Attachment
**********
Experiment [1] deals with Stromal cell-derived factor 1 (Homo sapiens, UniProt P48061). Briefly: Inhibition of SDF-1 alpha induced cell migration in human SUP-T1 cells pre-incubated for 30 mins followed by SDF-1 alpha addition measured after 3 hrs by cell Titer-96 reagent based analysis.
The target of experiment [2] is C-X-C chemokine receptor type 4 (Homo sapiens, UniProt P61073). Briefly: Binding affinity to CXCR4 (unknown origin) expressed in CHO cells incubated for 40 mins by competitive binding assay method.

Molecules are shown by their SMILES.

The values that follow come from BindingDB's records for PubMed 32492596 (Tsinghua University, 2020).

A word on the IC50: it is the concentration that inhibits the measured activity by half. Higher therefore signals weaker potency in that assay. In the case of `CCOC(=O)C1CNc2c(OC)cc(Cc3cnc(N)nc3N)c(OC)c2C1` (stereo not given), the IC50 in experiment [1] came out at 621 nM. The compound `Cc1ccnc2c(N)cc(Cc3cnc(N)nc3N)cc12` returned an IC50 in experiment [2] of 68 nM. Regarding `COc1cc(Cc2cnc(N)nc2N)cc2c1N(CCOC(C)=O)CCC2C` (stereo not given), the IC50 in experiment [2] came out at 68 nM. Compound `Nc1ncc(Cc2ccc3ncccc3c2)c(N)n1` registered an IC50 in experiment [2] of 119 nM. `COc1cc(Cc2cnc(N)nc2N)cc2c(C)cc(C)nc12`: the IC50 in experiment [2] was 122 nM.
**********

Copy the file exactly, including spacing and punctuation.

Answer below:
Experiment [1] deals with Stromal cell-derived factor 1 (Homo sapiens, UniProt P48061). Briefly: Inhibition of SDF-1 alpha induced cell migration in human SUP-T1 cells pre-incubated for 30 mins followed by SDF-1 alpha addition measured after 3 hrs by cell Titer-96 reagent based analysis.
The target of experiment [2] is C-X-C chemokine receptor type 4 (Homo sapiens, UniProt P61073). Briefly: Binding affinity to CXCR4 (unknown origin) expressed in CHO cells incubated for 40 mins by competitive binding assay method.

Molecules are shown by their SMILES.

The values that follow come from BindingDB's records for PubMed 32492596 (Tsinghua University, 2020).

A word on the IC50: it is the concentration that inhibits the measured activity by half. Higher therefore signals weaker potency in that assay. In the case of `CCOC(=O)C1CNc2c(OC)cc(Cc3cnc(N)nc3N)c(OC)c2C1` (stereo not given), the IC50 in experiment [1] came out at 621 nM. The compound `Cc1ccnc2c(N)cc(Cc3cnc(N)nc3N)cc12` returned an IC50 in experiment [2] of 68 nM. Regarding `COc1cc(Cc2cnc(N)nc2N)cc2c1N(CCOC(C)=O)CCC2C` (stereo not given), the IC50 in experiment [2] came out at 68 nM. Compound `Nc1ncc(Cc2ccc3ncccc3c2)c(N)n1` registered an IC50 in experiment [2] of 119 nM. `COc1cc(Cc2cnc(N)nc2N)cc2c(C)cc(C)nc12`: the IC50 in experiment [2] was 122 nM.